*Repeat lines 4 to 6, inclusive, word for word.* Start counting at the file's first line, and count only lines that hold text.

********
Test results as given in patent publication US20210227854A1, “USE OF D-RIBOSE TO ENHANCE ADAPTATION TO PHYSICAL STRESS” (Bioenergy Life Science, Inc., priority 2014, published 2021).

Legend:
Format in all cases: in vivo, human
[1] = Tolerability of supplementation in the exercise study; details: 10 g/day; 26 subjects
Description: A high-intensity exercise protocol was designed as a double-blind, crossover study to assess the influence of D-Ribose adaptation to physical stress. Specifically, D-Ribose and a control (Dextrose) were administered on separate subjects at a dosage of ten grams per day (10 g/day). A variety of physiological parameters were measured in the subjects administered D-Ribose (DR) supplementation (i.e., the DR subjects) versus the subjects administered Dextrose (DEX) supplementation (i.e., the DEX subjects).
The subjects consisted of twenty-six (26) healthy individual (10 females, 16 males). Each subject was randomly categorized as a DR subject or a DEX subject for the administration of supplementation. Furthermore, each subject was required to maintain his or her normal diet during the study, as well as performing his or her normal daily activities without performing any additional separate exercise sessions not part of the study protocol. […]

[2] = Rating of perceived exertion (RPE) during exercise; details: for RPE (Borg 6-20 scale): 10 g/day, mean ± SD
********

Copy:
[1] = Tolerability of supplementation in the exercise study; details: 10 g/day; 26 subjects
Description: A high-intensity exercise protocol was designed as a double-blind, crossover study to assess the influence of D-Ribose adaptation to physical stress. Specifically, D-Ribose and a control (Dextrose) were administered on separate subjects at a dosage of ten grams per day (10 g/day). A variety of physiological parameters were measured in the subjects administered D-Ribose (DR) supplementation (i.e., the DR subjects) versus the subjects administered Dextrose (DEX) supplementation (i.e., the DEX subjects).
The subjects consisted of twenty-six (26) healthy individual (10 females, 16 males). Each subject was randomly categorized as a DR subject or a DEX subject for the administration of supplementation. Furthermore, each subject was required to maintain his or her normal diet during the study, as well as performing his or her normal daily activities without performing any additional separate exercise sessions not part of the study protocol. […]